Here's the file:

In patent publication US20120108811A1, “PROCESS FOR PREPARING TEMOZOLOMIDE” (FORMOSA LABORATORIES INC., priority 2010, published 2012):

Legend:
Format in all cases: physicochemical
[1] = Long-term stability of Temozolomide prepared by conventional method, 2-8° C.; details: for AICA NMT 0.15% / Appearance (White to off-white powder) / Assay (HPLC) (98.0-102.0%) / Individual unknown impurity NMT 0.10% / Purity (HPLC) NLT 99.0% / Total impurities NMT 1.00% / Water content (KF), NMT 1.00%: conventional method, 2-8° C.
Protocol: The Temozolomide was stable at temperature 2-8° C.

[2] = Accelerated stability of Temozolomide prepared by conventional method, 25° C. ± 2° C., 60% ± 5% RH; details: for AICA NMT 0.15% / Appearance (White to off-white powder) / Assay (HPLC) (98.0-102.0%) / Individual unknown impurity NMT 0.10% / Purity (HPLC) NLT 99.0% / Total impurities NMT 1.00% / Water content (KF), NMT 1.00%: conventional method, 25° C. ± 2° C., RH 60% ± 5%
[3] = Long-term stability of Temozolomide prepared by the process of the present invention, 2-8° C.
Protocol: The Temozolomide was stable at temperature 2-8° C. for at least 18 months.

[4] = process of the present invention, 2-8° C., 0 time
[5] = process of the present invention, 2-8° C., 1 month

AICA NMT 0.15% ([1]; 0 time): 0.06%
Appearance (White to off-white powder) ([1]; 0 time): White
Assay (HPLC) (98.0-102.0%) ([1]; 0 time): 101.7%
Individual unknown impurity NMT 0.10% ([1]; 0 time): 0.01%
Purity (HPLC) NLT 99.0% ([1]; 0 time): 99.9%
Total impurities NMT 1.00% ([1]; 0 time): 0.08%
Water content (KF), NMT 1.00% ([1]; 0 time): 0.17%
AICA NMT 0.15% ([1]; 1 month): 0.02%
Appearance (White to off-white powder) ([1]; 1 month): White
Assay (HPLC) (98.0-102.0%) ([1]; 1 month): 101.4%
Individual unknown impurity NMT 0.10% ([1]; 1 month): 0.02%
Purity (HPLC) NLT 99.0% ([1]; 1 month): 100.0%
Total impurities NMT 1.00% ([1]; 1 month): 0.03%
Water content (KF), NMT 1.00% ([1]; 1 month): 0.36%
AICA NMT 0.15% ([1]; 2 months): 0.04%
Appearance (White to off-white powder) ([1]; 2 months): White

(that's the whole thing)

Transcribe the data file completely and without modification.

In patent publication US20120108811A1, “PROCESS FOR PREPARING TEMOZOLOMIDE” (FORMOSA LABORATORIES INC., priority 2010, published 2012):

Legend:
Format in all cases: physicochemical
[1] = Long-term stability of Temozolomide prepared by conventional method, 2-8° C.; details: for AICA NMT 0.15% / Appearance (White to off-white powder) / Assay (HPLC) (98.0-102.0%) / Individual unknown impurity NMT 0.10% / Purity (HPLC) NLT 99.0% / Total impurities NMT 1.00% / Water content (KF), NMT 1.00%: conventional method, 2-8° C.
Protocol: The Temozolomide was stable at temperature 2-8° C.

[2] = Accelerated stability of Temozolomide prepared by conventional method, 25° C. ± 2° C., 60% ± 5% RH; details: for AICA NMT 0.15% / Appearance (White to off-white powder) / Assay (HPLC) (98.0-102.0%) / Individual unknown impurity NMT 0.10% / Purity (HPLC) NLT 99.0% / Total impurities NMT 1.00% / Water content (KF), NMT 1.00%: conventional method, 25° C. ± 2° C., RH 60% ± 5%
[3] = Long-term stability of Temozolomide prepared by the process of the present invention, 2-8° C.
Protocol: The Temozolomide was stable at temperature 2-8° C. for at least 18 months.

[4] = process of the present invention, 2-8° C., 0 time
[5] = process of the present invention, 2-8° C., 1 month

AICA NMT 0.15% ([1]; 0 time): 0.06%
Appearance (White to off-white powder) ([1]; 0 time): White
Assay (HPLC) (98.0-102.0%) ([1]; 0 time): 101.7%
Individual unknown impurity NMT 0.10% ([1]; 0 time): 0.01%
Purity (HPLC) NLT 99.0% ([1]; 0 time): 99.9%
Total impurities NMT 1.00% ([1]; 0 time): 0.08%
Water content (KF), NMT 1.00% ([1]; 0 time): 0.17%
AICA NMT 0.15% ([1]; 1 month): 0.02%
Appearance (White to off-white powder) ([1]; 1 month): White
Assay (HPLC) (98.0-102.0%) ([1]; 1 month): 101.4%
Individual unknown impurity NMT 0.10% ([1]; 1 month): 0.02%
Purity (HPLC) NLT 99.0% ([1]; 1 month): 100.0%
Total impurities NMT 1.00% ([1]; 1 month): 0.03%
Water content (KF), NMT 1.00% ([1]; 1 month): 0.36%
AICA NMT 0.15% ([1]; 2 months): 0.04%
Appearance (White to off-white powder) ([1]; 2 months): White